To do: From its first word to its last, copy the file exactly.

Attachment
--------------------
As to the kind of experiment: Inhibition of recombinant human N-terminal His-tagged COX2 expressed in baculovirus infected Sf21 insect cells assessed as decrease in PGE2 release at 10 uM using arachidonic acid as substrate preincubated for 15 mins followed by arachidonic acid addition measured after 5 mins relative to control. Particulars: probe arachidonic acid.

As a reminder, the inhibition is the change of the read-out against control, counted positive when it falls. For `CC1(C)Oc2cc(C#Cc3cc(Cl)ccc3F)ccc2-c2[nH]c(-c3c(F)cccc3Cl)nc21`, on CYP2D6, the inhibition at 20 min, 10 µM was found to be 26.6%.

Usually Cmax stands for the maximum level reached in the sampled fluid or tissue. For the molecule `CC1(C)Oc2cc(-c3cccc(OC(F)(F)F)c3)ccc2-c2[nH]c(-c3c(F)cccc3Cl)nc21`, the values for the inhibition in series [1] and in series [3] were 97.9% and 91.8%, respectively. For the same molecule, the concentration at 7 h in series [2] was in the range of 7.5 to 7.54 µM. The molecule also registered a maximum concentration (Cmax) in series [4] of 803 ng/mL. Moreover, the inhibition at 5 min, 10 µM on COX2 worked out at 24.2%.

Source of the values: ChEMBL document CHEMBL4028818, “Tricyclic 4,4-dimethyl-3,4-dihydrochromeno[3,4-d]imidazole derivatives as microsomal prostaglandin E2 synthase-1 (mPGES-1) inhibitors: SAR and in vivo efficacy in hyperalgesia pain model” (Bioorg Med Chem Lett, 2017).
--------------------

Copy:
As to the kind of experiment: Inhibition of recombinant human N-terminal His-tagged COX2 expressed in baculovirus infected Sf21 insect cells assessed as decrease in PGE2 release at 10 uM using arachidonic acid as substrate preincubated for 15 mins followed by arachidonic acid addition measured after 5 mins relative to control. Particulars: probe arachidonic acid.

As a reminder, the inhibition is the change of the read-out against control, counted positive when it falls. For `CC1(C)Oc2cc(C#Cc3cc(Cl)ccc3F)ccc2-c2[nH]c(-c3c(F)cccc3Cl)nc21`, on CYP2D6, the inhibition at 20 min, 10 µM was found to be 26.6%.

Usually Cmax stands for the maximum level reached in the sampled fluid or tissue. For the molecule `CC1(C)Oc2cc(-c3cccc(OC(F)(F)F)c3)ccc2-c2[nH]c(-c3c(F)cccc3Cl)nc21`, the values for the inhibition in series [1] and in series [3] were 97.9% and 91.8%, respectively. For the same molecule, the concentration at 7 h in series [2] was in the range of 7.5 to 7.54 µM. The molecule also registered a maximum concentration (Cmax) in series [4] of 803 ng/mL. Moreover, the inhibition at 5 min, 10 µM on COX2 worked out at 24.2%.

Source of the values: ChEMBL document CHEMBL4028818, “Tricyclic 4,4-dimethyl-3,4-dihydrochromeno[3,4-d]imidazole derivatives as microsomal prostaglandin E2 synthase-1 (mPGES-1) inhibitors: SAR and in vivo efficacy in hyperalgesia pain model” (Bioorg Med Chem Lett, 2017).